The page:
The following blog post is from our anonymous blogger in a primary school.

TA, LSA, HLTA, Support Assistants – I have had some worth their weight in gold and I have worked with others who just seem like an extra member of the class to deal with.  There is nothing better than a TA who uses their initiative, works well with the kids and even organises me at times.

The best TA I have ever had is hard to decide as I am lucky to say I’m spoilt for choice.  I had one who brought me a Starbucks most mornings and completely blitzed my cupboard, removing dead mice and all.  I have had others who created their own folders of work to support individual children, those who remove children who are being disruptive to do ‘special jobs’, those who use every available moment in the day to make sure my photocopying and laminating is done, those who mark spelling and tables tests and note in my mark book and even one who made handbags in her spare time – amazing!

At my current school, there are lots of TAs designated to certain children and these are their prime concern.  A lot of the time they can also work with the children around them and, in cases where the disability is not linked to being lower ability, these children can work independently and their support can be used around the classroom.  It is important, however, that parents feel their child’s needs are being met and that we are providing what we are required to give them which is sometimes hard to juggle.

I have found that if I am working with less confident TAs, and when I have lots of children on IEPs or provision maps, I need to timetable my classroom support.  It is really easy to just stick a TA with your bottom group and let them get on with it, and I am guilty of this at times, but I have found that if I use them across the ability groups it gives me a chance to work with all the children at some point during the week.   It can take ages to look through all the needs and targets the children have and work out how on earth to fit it in. Five minutes during registration, assembly time, five minutes after lunch, every available minute had to be used last year to ensure children were getting the support they needed.  My poor TAs were shattered by the end of the day after reading, handwriting, physio, rainbow road etc. etc.  A folder including all plans, timetables and provision maps is always available for the TAs in my class as I have a few during the day and they can all have access to this.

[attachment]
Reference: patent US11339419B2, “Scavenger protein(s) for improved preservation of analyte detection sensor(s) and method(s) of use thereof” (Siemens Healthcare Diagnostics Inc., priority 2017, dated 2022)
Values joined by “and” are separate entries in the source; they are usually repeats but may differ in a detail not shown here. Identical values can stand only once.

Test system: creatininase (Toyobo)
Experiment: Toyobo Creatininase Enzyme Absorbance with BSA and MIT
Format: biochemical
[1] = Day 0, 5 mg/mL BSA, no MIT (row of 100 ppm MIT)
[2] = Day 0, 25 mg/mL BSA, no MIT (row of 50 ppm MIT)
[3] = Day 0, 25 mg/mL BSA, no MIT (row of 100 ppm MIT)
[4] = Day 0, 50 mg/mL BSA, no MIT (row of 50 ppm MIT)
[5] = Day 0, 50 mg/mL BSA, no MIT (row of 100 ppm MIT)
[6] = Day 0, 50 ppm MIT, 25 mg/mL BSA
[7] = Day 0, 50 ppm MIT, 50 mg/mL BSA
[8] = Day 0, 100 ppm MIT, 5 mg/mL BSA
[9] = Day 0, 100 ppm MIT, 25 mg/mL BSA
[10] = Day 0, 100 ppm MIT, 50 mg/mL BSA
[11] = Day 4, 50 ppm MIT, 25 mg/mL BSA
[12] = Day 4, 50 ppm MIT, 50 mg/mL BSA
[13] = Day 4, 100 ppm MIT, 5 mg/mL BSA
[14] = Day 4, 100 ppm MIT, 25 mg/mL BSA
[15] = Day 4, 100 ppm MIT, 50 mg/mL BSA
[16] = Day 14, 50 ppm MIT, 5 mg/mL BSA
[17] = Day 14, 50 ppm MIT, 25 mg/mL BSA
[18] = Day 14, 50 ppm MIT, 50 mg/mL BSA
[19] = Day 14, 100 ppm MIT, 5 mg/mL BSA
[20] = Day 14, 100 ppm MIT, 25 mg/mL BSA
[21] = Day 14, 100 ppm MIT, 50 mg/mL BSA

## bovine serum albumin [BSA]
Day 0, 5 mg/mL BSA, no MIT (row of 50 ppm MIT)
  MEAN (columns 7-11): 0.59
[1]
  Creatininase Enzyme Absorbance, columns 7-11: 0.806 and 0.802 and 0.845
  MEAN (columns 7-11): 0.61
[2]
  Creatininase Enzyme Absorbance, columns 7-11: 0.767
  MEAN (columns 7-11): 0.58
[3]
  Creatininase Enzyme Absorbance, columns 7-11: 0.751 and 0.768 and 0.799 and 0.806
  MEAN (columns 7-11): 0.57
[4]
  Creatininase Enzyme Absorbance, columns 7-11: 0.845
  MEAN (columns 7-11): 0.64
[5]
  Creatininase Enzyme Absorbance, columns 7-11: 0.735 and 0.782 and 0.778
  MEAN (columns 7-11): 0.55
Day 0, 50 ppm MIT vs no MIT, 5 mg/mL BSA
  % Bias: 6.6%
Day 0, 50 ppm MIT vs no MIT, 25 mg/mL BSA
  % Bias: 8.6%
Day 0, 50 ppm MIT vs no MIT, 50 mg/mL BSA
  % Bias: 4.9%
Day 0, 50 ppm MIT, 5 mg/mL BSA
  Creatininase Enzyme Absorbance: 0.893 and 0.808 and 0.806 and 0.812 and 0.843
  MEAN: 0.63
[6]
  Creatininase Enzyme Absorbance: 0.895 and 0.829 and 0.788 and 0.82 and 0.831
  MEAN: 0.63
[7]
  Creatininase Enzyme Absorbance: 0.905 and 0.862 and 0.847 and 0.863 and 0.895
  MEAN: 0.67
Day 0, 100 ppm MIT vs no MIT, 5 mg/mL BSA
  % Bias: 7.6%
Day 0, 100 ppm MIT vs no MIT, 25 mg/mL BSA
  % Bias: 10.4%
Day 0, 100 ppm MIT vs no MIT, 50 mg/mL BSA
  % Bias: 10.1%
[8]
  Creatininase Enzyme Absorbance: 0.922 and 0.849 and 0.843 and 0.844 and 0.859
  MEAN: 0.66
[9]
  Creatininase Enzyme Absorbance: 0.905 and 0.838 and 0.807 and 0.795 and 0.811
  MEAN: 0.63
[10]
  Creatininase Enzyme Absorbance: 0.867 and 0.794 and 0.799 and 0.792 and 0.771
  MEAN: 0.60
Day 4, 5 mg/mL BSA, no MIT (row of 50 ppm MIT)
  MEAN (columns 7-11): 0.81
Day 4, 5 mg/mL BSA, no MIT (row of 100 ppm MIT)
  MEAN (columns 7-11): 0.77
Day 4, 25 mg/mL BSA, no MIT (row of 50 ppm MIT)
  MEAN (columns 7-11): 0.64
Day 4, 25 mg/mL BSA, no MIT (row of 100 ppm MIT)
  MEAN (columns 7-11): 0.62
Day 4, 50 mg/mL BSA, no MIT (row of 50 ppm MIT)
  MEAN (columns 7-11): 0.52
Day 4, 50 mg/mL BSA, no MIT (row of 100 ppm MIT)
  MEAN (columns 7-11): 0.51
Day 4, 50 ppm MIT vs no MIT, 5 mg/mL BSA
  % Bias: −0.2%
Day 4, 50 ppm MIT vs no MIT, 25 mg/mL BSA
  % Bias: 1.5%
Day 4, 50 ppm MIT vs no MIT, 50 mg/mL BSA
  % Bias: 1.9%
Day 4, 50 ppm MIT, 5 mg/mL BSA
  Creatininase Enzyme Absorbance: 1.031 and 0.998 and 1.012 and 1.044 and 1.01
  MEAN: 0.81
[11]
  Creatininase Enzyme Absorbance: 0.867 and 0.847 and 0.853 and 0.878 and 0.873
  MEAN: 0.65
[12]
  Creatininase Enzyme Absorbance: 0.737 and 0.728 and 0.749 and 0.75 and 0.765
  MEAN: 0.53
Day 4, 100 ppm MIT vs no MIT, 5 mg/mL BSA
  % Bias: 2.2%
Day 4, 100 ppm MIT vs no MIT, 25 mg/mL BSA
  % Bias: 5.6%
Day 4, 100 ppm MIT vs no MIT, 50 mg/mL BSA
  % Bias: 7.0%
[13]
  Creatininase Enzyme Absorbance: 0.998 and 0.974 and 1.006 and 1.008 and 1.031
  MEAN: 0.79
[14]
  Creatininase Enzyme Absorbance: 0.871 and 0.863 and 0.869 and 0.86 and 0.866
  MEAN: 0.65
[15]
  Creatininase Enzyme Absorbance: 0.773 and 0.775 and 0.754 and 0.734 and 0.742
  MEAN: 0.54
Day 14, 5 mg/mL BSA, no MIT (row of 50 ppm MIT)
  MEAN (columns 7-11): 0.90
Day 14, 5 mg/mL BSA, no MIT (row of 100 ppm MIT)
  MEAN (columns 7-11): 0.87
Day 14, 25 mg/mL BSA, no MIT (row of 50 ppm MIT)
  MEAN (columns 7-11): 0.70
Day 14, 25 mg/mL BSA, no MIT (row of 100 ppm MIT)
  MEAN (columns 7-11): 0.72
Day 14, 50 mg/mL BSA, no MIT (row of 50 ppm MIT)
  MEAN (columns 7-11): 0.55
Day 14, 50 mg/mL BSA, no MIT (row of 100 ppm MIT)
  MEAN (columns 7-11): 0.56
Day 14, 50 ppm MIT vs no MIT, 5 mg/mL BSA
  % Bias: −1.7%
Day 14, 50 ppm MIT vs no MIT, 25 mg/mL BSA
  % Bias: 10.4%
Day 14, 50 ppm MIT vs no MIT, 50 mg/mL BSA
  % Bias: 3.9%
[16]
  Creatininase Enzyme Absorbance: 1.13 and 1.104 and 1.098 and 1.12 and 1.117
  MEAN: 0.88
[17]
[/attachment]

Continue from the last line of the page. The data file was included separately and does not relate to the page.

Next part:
It is always best to stay on the right side of your teaching assistants.  I think I usually manage to achieve this and if I ever do feel like I have upset anyone, a bit of grovelling and apologising usually gets people back on side!  It’s the way you ask them to do things, I think.  Until recently, most of my TAs have been older than me and mums of older children, which has meant they have enjoyed doing a bit of extra mothering. I’m not complaining.

Listening to the support staff grumbles in the staffroom often helps you avoid saying or doing the wrong thing.  I have learnt that they do not like having a coffee cup thrust into their hands and pointed towards the staffroom, they do not like being given admin jobs at times when they should be working with children they are paid to support, they do not like sitting and doing nothing in the classroom, they do not like being spoken to like they are children and they do not like being treated like your own personal assistant.  If you can remember these things and get them a Birthday, Christmas and end of year present to show your appreciation you can maintain a happy working relationship. It sounds simple, but I have spoken to many a disgruntled TA who ‘Never wants to work with that woman again’!  A thank you at the end of the day goes a long way.

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